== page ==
Last in-first out values inventory on the assumption that the goods purchased last are sold first at their original cost. The oldest goods therefore usually continue to remain as ending inventory. Many foods would expire before being used under the LIFO system, and so this method is typically practiced with non-perishable commodities.

Does the LIFO Inventory Costing Method Help With Taxes?

When the price of goods increases, it is those newer and more expensive goods that are used first according to the LIFO method. This increases the overall cost of goods sold and leaves the cheaper, earlier purchased goods as inventory. Those goods may not even be used in the next period as they come second to inventory purchases made by the business. A higher cost of goods sold will ultimately yield lower gross margins and net income. One benefit to this is that businesses will face a reduced tax burden because of their smaller profit.

How Does LIFO Differ From FIFO?

FIFO usually provides a more accurate valuation of leftover inventory, since the value of unsold inventory is closer to the purchase price. The LIFO method, however, does not always provide an accurate valuation of ending inventory since older goods tend to be stored repeatedly as inventory. This means either that inventory spoils or it becomes obsolete. This is a main reason why LIFO is not practical for most businesses.

LIFO does, however, correctly match the current revenue with the current costs of a given period. Another thing to keep in mind is that when it comes to financial accounting, LIFO is usually not the preferred method as it is banned by IFRS and has restricted use according to GAAP.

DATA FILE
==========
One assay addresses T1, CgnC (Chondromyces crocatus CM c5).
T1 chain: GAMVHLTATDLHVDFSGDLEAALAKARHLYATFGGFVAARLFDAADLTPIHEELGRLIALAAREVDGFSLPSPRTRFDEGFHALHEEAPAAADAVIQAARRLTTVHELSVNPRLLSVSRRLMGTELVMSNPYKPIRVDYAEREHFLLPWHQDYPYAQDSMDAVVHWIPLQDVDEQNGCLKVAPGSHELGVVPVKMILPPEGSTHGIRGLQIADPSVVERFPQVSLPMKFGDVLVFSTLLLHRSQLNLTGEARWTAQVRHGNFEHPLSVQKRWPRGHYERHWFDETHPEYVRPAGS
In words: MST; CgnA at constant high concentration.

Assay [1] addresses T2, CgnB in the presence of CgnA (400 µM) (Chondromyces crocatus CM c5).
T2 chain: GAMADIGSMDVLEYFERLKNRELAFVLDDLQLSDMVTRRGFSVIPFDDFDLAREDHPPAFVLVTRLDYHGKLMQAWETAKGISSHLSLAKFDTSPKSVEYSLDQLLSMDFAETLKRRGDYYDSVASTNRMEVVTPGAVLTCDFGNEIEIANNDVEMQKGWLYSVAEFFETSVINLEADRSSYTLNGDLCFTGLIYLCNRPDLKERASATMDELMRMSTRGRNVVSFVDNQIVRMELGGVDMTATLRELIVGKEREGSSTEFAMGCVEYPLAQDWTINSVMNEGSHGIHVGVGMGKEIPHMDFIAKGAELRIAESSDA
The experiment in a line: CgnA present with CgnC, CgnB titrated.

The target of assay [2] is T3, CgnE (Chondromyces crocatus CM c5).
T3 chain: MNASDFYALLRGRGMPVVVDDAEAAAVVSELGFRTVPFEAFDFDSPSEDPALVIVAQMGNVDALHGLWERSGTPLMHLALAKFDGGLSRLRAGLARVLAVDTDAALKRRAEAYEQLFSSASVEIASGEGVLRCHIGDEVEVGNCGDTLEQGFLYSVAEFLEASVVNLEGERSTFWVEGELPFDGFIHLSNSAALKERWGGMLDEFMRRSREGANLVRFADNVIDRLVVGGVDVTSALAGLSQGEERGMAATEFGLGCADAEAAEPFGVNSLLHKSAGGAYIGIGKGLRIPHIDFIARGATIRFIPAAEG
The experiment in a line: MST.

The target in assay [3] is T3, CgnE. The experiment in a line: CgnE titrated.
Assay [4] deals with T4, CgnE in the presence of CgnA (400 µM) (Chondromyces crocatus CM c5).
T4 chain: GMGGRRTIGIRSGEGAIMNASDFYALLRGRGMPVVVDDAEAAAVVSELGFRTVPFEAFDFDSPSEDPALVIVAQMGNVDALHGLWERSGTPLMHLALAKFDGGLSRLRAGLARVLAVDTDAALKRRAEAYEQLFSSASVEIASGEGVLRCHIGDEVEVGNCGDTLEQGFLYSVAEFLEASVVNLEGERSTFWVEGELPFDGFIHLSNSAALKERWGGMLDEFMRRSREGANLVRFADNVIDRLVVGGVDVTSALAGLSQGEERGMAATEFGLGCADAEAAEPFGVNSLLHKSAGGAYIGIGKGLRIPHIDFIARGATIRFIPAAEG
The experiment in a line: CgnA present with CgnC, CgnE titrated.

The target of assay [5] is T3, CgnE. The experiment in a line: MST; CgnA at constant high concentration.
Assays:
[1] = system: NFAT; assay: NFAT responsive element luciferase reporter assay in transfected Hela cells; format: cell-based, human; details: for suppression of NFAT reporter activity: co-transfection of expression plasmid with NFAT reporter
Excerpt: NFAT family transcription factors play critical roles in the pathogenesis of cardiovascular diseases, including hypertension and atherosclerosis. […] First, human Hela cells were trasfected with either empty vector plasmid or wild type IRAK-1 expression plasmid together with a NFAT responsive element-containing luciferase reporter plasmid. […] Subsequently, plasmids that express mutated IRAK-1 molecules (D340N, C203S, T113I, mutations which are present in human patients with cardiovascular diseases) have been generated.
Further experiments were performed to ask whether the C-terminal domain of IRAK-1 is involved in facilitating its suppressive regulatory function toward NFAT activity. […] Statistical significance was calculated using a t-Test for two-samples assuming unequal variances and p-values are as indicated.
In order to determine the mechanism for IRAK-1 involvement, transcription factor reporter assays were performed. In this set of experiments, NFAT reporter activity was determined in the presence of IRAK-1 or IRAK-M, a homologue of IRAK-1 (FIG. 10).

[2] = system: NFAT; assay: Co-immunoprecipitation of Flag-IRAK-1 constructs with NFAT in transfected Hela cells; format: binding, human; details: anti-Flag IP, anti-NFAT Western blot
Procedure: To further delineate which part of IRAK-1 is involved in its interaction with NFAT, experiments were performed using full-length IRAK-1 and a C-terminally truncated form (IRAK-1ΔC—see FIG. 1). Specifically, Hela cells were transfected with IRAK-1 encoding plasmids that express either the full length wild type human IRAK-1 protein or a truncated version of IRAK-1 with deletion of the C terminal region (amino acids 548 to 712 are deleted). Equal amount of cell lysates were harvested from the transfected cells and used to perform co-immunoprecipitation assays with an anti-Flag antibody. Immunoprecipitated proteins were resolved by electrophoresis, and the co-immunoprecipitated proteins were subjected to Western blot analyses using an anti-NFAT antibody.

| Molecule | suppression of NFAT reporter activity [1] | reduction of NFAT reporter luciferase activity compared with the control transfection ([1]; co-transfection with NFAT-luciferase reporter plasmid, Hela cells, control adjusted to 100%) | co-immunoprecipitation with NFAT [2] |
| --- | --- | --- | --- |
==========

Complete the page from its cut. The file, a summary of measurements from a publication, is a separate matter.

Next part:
Weighted Average Cost (WAC) Inventory Costing – What Does WAC Mean?

Depending on the good, FIFO and LIFO may not be viable options for inventory valuation. An alternative and generally accepted method is weighted average costing or WAC. With this technique, the goods receive the same valuation regardless of when and at what cost each was purchased. Instead, the total cost of items in inventory is divided by the number of units to yield the weighted average cost per unit.

The WAC Inventory Costing method is used typically in situations where it is impossible to determine the cost of an individual item because they are so integrated and commoditized. In comparison to the techniques, the weighted average method generates a valuation between that of FIFO and LIFO. The value assigned in this case represents a cost between the first and last purchased goods.

What is the Best Inventory Costing Method for Your Restaurant?

Do restaurants use FIFO or LIFO? While the FIFO, LIFO, and WAC are all accepted methods for valuation, businesses should select the one that best fits their reporting and management styles. Are you a “FIFO restaurant,” or a “LIFO restaurant,” or are you better off using the WAC method? While your restaurant probably isn’t using the LIFO method given the nature of perishable goods, it’s really up to you. You’ll need to decide based on your restaurant’s unique needs and how you like to do your inventory cost accounting.

How can you make inventory costing easier?

Inventory valuation is an extremely useful and powerful tool for restaurant management, but if not done properly, it can have costly consequences. Whether you’re a WAC, LIFO, or FIFO restaurant, the easiest way to monitor your products is by using back-office software like SynergySuite, which provides live tracking of your inventory whenever you need it.

Let’s get started on your inventory costing strategy today—our software can help.